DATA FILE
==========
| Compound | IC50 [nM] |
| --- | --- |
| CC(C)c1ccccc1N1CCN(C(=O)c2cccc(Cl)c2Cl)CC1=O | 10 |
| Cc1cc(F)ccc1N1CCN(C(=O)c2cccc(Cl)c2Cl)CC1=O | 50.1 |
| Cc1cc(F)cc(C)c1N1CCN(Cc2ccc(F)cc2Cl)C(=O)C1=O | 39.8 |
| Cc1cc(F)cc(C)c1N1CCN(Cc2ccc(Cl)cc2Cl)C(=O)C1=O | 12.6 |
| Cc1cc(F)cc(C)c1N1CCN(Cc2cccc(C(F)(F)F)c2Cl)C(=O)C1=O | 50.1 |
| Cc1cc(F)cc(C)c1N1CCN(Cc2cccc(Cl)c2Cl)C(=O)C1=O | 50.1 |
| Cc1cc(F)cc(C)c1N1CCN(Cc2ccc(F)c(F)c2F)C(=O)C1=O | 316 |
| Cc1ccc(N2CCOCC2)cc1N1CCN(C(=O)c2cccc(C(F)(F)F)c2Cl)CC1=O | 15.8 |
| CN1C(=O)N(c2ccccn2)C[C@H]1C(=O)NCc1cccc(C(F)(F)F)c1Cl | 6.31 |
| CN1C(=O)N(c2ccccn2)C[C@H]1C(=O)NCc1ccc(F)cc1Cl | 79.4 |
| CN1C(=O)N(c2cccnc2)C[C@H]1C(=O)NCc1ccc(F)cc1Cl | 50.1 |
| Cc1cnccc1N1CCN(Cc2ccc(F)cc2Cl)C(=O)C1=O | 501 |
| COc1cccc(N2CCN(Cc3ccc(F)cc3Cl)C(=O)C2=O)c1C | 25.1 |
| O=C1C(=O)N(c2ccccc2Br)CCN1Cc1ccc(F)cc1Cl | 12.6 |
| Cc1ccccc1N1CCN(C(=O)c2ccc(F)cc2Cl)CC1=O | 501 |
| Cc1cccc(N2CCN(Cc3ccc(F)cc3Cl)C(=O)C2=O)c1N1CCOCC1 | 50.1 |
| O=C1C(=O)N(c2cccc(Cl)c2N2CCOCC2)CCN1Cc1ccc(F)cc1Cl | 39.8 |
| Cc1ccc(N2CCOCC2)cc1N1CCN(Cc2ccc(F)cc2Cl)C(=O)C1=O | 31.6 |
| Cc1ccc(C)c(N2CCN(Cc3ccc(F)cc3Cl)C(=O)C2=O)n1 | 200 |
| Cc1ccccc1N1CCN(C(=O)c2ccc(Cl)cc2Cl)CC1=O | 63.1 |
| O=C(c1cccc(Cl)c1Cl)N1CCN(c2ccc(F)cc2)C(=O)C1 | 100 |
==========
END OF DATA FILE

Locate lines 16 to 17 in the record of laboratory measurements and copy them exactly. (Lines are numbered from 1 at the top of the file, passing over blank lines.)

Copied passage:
| O=C1C(=O)N(c2ccccc2Br)CCN1Cc1ccc(F)cc1Cl | 12.6 |
| Cc1ccccc1N1CCN(C(=O)c2ccc(F)cc2Cl)CC1=O | 501 |